You're being overly sensitive I think, if we offer ideas for discussion we have to accept criticism of those ideas, as long as it is justified and salient.

In a nutshell not knowing something, or being able to explain it does not in any way suggest there is not a natural explanation or that a supernatural explanation is justified, or even possible. We'd need a method of detecting the supernatural and then a method for testing any evidence we acquired for it, we have neither and no evidence for the supernatural. Be wary of unfalsifiable claims, and don't fall into the theistic trap pf thinking the rejection of a claim is the same as making the opposite claim, it is not.

Walker's picture
I think that is you come to a

I think that is you come to a forums such as this you shoukld expect people to raise questions and not agree with every single thing you have to say. If you expected an answer and got it, it might be because it alomost begs to be questioned.

There is just not much logic involved in believeing in the supernatural and not believeing in god and religion.

7jax's picture
Although gods are a subset of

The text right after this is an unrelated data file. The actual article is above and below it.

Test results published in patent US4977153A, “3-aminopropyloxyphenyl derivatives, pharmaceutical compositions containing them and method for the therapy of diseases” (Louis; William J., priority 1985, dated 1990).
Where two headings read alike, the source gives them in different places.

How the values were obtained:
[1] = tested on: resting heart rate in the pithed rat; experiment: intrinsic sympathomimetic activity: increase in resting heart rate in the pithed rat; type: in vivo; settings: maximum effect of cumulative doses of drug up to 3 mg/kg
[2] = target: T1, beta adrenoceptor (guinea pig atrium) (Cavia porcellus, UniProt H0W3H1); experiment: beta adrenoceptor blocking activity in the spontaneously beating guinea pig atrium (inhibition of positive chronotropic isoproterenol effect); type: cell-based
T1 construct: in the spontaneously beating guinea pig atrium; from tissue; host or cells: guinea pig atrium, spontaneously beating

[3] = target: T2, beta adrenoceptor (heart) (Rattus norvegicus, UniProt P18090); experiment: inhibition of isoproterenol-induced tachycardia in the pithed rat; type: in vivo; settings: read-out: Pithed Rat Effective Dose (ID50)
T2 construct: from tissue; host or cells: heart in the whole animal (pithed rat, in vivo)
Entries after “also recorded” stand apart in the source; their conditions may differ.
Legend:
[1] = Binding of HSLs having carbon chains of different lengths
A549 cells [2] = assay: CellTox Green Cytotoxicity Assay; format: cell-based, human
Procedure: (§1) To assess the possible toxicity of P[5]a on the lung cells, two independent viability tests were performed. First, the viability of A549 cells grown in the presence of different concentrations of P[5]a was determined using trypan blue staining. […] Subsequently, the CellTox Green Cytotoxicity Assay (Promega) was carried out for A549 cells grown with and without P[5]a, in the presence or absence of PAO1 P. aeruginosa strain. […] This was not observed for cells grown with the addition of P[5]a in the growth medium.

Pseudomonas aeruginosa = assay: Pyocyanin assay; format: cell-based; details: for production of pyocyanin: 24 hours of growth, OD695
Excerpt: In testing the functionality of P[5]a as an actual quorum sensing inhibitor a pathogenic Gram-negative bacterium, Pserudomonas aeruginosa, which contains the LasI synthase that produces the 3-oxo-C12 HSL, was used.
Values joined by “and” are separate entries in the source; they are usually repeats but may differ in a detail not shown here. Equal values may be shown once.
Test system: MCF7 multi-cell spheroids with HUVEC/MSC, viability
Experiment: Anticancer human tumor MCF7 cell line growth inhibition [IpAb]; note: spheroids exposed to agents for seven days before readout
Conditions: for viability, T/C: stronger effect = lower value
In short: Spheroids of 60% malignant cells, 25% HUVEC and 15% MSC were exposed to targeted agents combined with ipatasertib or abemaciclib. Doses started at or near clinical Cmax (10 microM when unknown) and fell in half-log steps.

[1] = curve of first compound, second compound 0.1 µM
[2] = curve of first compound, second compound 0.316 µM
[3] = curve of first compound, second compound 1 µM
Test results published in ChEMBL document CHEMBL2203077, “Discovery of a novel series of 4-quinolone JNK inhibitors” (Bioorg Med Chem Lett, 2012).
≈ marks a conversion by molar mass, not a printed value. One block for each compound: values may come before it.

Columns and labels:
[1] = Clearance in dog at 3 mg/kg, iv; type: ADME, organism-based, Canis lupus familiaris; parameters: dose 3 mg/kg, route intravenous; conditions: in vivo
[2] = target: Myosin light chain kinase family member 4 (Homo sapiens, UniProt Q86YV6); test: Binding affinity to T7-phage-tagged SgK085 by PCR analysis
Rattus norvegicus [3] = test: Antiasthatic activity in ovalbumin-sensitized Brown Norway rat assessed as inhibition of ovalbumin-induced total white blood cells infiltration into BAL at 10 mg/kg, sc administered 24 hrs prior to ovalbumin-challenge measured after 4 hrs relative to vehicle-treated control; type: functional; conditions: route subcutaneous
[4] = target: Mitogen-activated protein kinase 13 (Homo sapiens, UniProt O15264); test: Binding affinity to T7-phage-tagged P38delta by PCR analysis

Although gods are a subset of the supernatural, the belief in a god and the belief in the supernatural are not mutually exclusive if what you believe in is a separate subset. Believing in something like a ghost does not preclude you from being categorized as an atheist. I'd guess you're agnostic atheist. You don't claim with 100% certainty a god(s) doesn't exist, but you reject the claim that they do, likely due to insufficient evidence. So for me, this begs the question, what evidence do you have to support a belief in whatever it is you're calling supernatural? Of course something can be possible, but if you don't have any evidence to support it and believe in it due to a lack of understanding then it sounds as if you're subscribing to the argument from ignorance fallacy. If you do have evidence, then I'm sure everyone would love to hear what it is. If it is merely anecdotal, then you will not convince anyone here that it exists, as extraordinary claims require extraordinary evidence. I for one am curious what "specific concepts" you're referring to.